The Psychology Of Why Valentine’s Day Ruins Relationships


Valentine's Day PsychologyValentine’s Day typically serves as a time to show appreciation for that special someone in our lives or as an opportunity to take a relationship to the next level. It’s a time to celebrate love in all of its forms, but can Valentine’s Day be a dangerous time for the health of your relationship?

Valentines Day

Alternatively, rather than instigate problems in relationships, Valentine’s Day could exacerbate existing issues (known as the “catalyst hypothesis”). Basically, Valentine’s Day may be a time when all those problems that you and/or your partner might have swept under the relational rug resurface and wreak their havoc. Struggling relationships may falter under the extra pressure of the holiday. Maybe you’ve been a lousy partner all year and your poor efforts on Valentine’s Day are just the last straw. Relationships with big problems were probably headed for a breakup anyway, and Valentine’s Day just provided the extra push to get them there sooner.

Original Source – Business Insider

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Is your Smartphone a Social Friend…or Foe?


As my sixth original post on my WordPress I’m going to share an article I read this morning regarding the social (or anti-social) outcomes that come with the frequent and constant use of the smartphone and other mobile gadgets.

Check it out here: Your smartphone could be turning you into a lousy friend – even when you’re not using it

I also suggest you to watch this brilliant TED Talk related to the matter:

If on one hand “smart technologies offer the possibility of instantaneous and continuous global communities where knowledge is shared, opinions are contributed, relationships are rekindled, expressions of support are enhanced and social movements are spawned”, on the other hand, regarding recent studies, there are more negative sides or the “smart” coin.

According to a new study released by Virginia Tech (The iPhone Effect: The Quality of In-Person Social Interactions in the Presence of Mobile Devices) – examining how “distracting digital stimuli” undermine the character and depth of our face-to-face interactions” -, your attention is divided socially even if you’re not actively looking at your phone, saying that the mere presence of a cellphone or smartphone on the table can disengage people during in-person conversations and hinder their empathy”.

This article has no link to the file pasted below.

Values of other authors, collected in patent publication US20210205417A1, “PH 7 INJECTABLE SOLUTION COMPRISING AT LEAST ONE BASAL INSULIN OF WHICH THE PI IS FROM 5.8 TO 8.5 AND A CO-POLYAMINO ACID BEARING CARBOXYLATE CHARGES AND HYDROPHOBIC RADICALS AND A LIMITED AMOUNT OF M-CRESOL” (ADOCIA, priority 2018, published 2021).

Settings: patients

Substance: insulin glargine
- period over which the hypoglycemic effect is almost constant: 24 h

The authors of the study argue that “networked technologies let us manage several loyalties – work, family, friends – at once“, but they also have a negative effect, breeding “a persistent state of ‘absent presence’ (…) a technologically mediated world of elsewhere“.

For many, digital distraction involves the “constant urge to seek out information, check for communication and direct their thoughts to other people and worlds,” the authors write. The phone becomes “representative of people’s wider social network and a portal to an immense compendium of information.” (A previous study by two of these researchers found that people checked their phones every three to five minutes, regardless of whether it rang or buzzed.)

The researchers write in the study that “individuals are more likely to miss subtle cues, facial expressions, and changes in the tone of their conversation partner’s voice, and have less eye contact”.

According to post-modern and contemporary studies these new global communities, gadgets and social medias deserve closer and deeper examination, they may even emerge at the cost or at least some sort of deficit of face-to-face interpersonal relationships.

Thanks again for reading and for following, I hope you’ve liked it and found it interesting.

Best regards,

Pedro Calado